The following jokes typify the association between chocolate, romance and sex:

“Men are like…..Chocolate. Smooth, sweet, and they usually go straight for your hips.”

“A male tourist is walking through a Arabic market. He buys an old bottle from an ancient Arab who tells him there is a genie in it. Back in his hotel room he forces off the cork, rubs the bottle, and out pops a genie. The genie says, “You have freed me from the bottle, Great Master. In thanks I will grant you three wishes.” Well, he really can’t believe his luck and says “Great! This is my dream come true. First wish, I want ten million dollars in a Cayman Islands bank account.” He receives a phone call immediately confirming this. For his next wish he says “Next, I want a brand new luxury yacht in the harbour here.” The genie tells him to look out his hotel window there is a flash of light and luxury yacht appears in the harbour. The man thinks this is great. He says to the genie, “My last wish is that I want to be irresistible to women.” The genie is puzzled by this, “Are you sure, oh Great Master.” The man replies, “Yes, absolutely.” Whoosh! There is a flash of light and he turns into a box of chocolates.”

There are reputed health benefits to eating chocolate. It has flavinoids, which are an antioxidant, in it.  These have a beneficial effect on the heart. In fact, 40 grams of  dark chocolate has twice the amount of flavinoids as a glass of wine.  Chocolate’s flavinoids may be very effective at reducing cholesterol and blood clotting and reducing the risk of high blood pressure and associated diseases.  It also contains the amino acids phenylalanine, tyrosine, and tryptophan. It has natural stimulants such as theobromine (Greek for “food of the gods”) and caffeine which give energy. Laboratory rats who like alcohol will replace some of their alcohol intake with chocolate when given the choice. The combination of chocolate’s various ingredients stimulates the production of dopamine which generates in the brain a chemical called DARPP-32 that in turn activates hormones that make females (rats, anyway) interested in sex. In America neuroscience researchers have also concluded that the constituents in chocolate and cocoa powder are chemically related to anandamide, which binds to the same brain receptor sites as marijuana. This means that chocolate chemicals may activate receptors for marijuana and copy its psychoactive effects of heightened sensations and euphoria.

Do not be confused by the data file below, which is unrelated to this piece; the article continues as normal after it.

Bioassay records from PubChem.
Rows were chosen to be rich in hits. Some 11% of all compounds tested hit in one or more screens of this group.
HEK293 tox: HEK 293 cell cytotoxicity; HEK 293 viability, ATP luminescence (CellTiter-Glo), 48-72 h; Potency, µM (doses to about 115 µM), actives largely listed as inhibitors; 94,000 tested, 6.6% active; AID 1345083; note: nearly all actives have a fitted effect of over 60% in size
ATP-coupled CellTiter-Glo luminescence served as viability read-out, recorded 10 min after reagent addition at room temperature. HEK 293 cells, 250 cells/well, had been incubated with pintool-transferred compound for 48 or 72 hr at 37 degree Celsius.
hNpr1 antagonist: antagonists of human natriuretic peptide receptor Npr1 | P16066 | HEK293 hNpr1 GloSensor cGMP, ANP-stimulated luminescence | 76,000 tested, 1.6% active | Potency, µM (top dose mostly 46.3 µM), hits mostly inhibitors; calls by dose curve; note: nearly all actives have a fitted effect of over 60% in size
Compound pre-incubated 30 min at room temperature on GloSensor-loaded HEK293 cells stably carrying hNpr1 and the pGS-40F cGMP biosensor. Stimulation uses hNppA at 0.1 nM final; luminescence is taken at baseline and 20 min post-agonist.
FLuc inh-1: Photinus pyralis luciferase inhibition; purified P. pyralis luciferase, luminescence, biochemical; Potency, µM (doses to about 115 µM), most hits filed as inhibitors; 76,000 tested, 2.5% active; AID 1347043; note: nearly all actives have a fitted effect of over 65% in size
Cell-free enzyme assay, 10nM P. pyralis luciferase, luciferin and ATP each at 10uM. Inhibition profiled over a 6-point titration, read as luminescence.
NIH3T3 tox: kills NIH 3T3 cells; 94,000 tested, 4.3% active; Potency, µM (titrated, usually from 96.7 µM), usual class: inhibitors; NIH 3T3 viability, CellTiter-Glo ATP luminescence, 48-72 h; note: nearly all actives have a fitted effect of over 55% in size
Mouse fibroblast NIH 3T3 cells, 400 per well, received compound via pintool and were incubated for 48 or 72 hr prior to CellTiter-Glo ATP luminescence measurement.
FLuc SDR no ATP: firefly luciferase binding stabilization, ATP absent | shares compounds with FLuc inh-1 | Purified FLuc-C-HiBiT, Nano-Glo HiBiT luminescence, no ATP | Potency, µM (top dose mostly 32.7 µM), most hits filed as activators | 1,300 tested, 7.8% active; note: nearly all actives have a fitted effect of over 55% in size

However, a lot of this research has so far been funded by the chocolate industry so before running out and eating pounds of chocolate a certain caution is advised. The American Dietetic Association says that the toxicological effects of theobromine are not well-researched and it warns against children eating too much chocolate covered cereal.